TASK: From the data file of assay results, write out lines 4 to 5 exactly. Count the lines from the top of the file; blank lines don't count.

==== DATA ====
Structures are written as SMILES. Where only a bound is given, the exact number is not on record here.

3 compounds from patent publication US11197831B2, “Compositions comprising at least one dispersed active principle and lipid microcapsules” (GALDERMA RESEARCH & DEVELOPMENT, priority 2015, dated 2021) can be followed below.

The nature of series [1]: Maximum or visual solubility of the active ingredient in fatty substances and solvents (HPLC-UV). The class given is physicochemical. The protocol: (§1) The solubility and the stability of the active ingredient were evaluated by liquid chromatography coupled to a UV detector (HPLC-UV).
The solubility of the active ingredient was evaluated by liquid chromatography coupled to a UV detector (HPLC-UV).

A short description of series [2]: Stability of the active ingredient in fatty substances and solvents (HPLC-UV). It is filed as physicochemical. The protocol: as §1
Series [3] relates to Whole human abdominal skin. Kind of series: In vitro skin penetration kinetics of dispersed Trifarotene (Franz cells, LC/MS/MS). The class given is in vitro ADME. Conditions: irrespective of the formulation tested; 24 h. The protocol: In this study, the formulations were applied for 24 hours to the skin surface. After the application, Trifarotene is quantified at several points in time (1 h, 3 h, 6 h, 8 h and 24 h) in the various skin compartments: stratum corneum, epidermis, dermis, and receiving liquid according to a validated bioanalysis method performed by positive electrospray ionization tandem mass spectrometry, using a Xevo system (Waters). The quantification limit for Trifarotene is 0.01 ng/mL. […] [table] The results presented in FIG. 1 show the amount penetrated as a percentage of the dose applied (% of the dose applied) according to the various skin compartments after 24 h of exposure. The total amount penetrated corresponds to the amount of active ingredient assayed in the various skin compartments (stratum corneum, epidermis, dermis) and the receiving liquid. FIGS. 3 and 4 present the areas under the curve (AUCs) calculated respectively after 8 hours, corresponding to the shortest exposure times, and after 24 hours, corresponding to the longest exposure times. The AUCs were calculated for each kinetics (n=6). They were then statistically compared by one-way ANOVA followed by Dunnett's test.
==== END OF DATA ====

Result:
The solubility of the active ingredient was evaluated by liquid chromatography coupled to a UV detector (HPLC-UV).

A short description of series [2]: Stability of the active ingredient in fatty substances and solvents (HPLC-UV). It is filed as physicochemical. The protocol: as §1